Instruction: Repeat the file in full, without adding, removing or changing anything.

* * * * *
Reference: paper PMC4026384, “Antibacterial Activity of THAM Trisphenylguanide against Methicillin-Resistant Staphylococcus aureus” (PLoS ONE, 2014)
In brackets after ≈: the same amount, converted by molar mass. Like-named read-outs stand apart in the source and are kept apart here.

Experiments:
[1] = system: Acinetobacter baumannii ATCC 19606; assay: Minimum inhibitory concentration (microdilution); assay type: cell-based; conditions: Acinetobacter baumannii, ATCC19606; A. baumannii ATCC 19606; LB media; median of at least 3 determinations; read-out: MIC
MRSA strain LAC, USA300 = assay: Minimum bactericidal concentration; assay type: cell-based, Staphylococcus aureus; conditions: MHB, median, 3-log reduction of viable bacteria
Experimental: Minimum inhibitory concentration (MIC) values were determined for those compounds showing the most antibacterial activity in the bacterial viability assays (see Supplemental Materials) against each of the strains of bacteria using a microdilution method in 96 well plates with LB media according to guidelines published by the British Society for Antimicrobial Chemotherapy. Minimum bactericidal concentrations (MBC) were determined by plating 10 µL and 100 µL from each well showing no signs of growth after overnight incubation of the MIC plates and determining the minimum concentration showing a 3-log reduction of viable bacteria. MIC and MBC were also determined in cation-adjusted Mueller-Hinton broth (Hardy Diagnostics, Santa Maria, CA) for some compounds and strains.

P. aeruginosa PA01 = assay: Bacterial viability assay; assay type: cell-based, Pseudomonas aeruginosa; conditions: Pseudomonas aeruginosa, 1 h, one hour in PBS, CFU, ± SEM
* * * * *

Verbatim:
Reference: paper PMC4026384, “Antibacterial Activity of THAM Trisphenylguanide against Methicillin-Resistant Staphylococcus aureus” (PLoS ONE, 2014)
In brackets after ≈: the same amount, converted by molar mass. Like-named read-outs stand apart in the source and are kept apart here.

Experiments:
[1] = system: Acinetobacter baumannii ATCC 19606; assay: Minimum inhibitory concentration (microdilution); assay type: cell-based; conditions: Acinetobacter baumannii, ATCC19606; A. baumannii ATCC 19606; LB media; median of at least 3 determinations; read-out: MIC
MRSA strain LAC, USA300 = assay: Minimum bactericidal concentration; assay type: cell-based, Staphylococcus aureus; conditions: MHB, median, 3-log reduction of viable bacteria
Experimental: Minimum inhibitory concentration (MIC) values were determined for those compounds showing the most antibacterial activity in the bacterial viability assays (see Supplemental Materials) against each of the strains of bacteria using a microdilution method in 96 well plates with LB media according to guidelines published by the British Society for Antimicrobial Chemotherapy. Minimum bactericidal concentrations (MBC) were determined by plating 10 µL and 100 µL from each well showing no signs of growth after overnight incubation of the MIC plates and determining the minimum concentration showing a 3-log reduction of viable bacteria. MIC and MBC were also determined in cation-adjusted Mueller-Hinton broth (Hardy Diagnostics, Santa Maria, CA) for some compounds and strains.

P. aeruginosa PA01 = assay: Bacterial viability assay; assay type: cell-based, Pseudomonas aeruginosa; conditions: Pseudomonas aeruginosa, 1 h, one hour in PBS, CFU, ± SEM